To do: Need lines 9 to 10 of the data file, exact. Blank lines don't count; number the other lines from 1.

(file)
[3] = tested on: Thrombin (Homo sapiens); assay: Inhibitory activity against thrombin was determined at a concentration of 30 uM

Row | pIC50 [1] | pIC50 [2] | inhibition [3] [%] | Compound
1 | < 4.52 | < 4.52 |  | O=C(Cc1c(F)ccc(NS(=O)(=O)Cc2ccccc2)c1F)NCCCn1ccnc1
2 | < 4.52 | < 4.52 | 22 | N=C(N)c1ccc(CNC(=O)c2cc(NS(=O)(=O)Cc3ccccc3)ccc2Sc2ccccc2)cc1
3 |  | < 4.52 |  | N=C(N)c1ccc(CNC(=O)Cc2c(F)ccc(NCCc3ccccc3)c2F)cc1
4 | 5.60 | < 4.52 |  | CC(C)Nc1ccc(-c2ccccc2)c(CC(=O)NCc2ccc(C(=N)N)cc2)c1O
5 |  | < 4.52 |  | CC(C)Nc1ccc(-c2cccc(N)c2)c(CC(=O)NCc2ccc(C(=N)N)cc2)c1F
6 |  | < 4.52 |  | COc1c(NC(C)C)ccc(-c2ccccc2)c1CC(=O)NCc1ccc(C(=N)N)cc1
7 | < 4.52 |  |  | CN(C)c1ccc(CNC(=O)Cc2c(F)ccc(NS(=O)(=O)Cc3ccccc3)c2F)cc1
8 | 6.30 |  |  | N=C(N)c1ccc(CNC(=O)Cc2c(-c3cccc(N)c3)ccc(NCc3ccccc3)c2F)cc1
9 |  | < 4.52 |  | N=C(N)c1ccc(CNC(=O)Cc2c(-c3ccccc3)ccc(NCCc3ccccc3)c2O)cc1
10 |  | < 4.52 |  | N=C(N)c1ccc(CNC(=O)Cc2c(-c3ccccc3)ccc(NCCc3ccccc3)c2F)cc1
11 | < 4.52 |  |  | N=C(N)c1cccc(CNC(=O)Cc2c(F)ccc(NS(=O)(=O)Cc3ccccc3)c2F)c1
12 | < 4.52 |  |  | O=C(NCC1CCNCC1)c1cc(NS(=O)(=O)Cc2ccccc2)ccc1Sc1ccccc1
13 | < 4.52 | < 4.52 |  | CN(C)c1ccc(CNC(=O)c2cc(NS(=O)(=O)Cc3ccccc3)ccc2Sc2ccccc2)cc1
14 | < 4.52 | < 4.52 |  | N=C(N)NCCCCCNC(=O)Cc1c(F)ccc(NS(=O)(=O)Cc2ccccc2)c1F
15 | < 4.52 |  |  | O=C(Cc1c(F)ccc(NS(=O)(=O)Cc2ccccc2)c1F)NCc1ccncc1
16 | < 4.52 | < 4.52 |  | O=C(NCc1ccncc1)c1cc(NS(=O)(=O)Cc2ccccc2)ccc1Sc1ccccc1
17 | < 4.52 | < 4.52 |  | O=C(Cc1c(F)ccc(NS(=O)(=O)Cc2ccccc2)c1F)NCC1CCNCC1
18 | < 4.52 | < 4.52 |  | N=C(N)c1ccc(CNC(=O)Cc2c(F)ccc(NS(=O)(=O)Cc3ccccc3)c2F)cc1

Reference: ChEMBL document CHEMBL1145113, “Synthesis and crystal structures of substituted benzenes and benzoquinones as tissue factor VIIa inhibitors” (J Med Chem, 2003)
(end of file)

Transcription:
7 | < 4.52 |  |  | CN(C)c1ccc(CNC(=O)Cc2c(F)ccc(NS(=O)(=O)Cc3ccccc3)c2F)cc1
8 | 6.30 |  |  | N=C(N)c1ccc(CNC(=O)Cc2c(-c3cccc(N)c3)ccc(NCc3ccccc3)c2F)cc1